|TWO STELLER'S SEA EAGLES WITH A RAVEN.|
|IT HAS AN EXTREMELY LARGE HEAD WHICH IS CONSIDERED TO|
BE THE LARGEST HEAD EVER MEASURED FROM ALL THE OTHER
he mature Steller's sea eagle is dark brown to black over the majority of its body, with strongly contrasting white on the lesser and median upper-wing coverts, underwing coverts, thighs, under-tail coverts and tail. Their wedge-shaped, white tails are relatively longer than those of the white-tailed eagle. The bold, pied coloration of adults may play some part in social hierarchies with other eagles of their own species during the nonbreeding season, although this has not been extensively studied. The eyes, the bill, and the feet of adults are all yellow in colouration. Two subspecies have been named: The relatively widespread nominate H. p. pelagicus and the virtually unknown H. p. niger. Korea. Last seen in 1968 and long believed to be extinct, a female matching H. p. niger in appearance was born in captivity in 2001. Both its parent were "normal" in appearance, indicating that H. p. niger is an extremely rare morph rather than a valid subspecies, as had been suggested earlier.
|A STELLER'S SEA E AGLE FEEDING ITS YOUNG.|
The first down plumage of new nestlings is silky white, though they soon turn a smoky brown-grey. As in other sea eagles, remiges and retrices of the first-year plumage are longer than adults. Juvenile plumage is largely a uniform dark brown with occasional grey-brown streaking about the head and the neck, white feather bases, and light mottling on the retrices. The tail of the immature eagle is white with black mottling basally.The young Steller's sea eagle has a dark brown iris, whitish legs and blackish-brown beak. Through at least three intermediate plumages, mottling in the tail decreases, body and wing feathering acquires a bronze cast, and the eye and bill lighten in colour. Definitive plumage is probably reached in the fifth year of life, based on fragmentary data from captives. First and intermediate plumages are difficult to distinguish from those of the white-tailed eagle, which occurs in the entire breeding range of the Steller's.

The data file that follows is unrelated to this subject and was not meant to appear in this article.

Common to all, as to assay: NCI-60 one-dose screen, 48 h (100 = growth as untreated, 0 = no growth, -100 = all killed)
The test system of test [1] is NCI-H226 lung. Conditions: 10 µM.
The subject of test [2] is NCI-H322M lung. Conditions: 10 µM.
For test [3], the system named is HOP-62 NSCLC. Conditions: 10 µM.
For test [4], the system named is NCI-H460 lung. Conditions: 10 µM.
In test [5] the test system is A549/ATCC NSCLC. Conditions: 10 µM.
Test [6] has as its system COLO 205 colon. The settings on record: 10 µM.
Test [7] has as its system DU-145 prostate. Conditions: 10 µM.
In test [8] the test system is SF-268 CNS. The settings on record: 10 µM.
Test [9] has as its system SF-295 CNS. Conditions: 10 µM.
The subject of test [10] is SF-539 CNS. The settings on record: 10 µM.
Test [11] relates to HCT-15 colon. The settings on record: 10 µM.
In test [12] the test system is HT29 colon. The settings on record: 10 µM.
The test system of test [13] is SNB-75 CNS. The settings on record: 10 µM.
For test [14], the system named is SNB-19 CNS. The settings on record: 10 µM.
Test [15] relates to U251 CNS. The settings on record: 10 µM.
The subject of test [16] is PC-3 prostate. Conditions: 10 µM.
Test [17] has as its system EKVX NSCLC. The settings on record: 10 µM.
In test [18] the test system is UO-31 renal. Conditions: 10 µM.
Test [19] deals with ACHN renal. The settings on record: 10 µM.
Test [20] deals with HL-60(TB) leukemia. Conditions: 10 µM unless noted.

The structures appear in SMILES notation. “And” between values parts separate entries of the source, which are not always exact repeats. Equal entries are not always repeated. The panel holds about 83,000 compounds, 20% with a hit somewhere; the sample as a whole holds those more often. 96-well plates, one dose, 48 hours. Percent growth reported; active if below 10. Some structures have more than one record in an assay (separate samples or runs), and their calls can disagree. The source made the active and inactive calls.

Steller's sea eagles are not extensively known for their voices, but are known to make a deep barking cry, ra-ra-ra-raurau, in aggressive interactions. Their call is similar to the white-tailed eagles but deeper. During the display at the beginning of the breeding season, they have been heard to make calls to each that sound like very loud, deep-voiced gulls.The relationships of Steller's sea eagle are not completely resolved. data tentatively suggest that this species's ancestors diverged early in the colonization of the Holarctic by sea eagles.
|TWO OF THEM.|
Steller's sea eagle breeds on the Kamchatka Peninsula, the coastal area around the Sea of Okhotsk, the lower reaches of the Amur River and on northern Sakhalin and the Shantar Island, Russia. The majority of birds winter farther south, in the southern Kuril Islands, Russia and Hokkaidō, Japan. That being said, Steller's sea eagle is less vagrat than the white-tailed eagle, usually lacking the long-range dispersal common in juveniles of that species. Vagrant eagles have been found in North America, at locations including the Pribilof Islands and Kodiak Island, inland to as far as Peking in China and Yakutsk in Russia's Sakha Republic, and south to as far as Taiwan, but these are considered to be individual eagles that have strayed far from the species' typical range.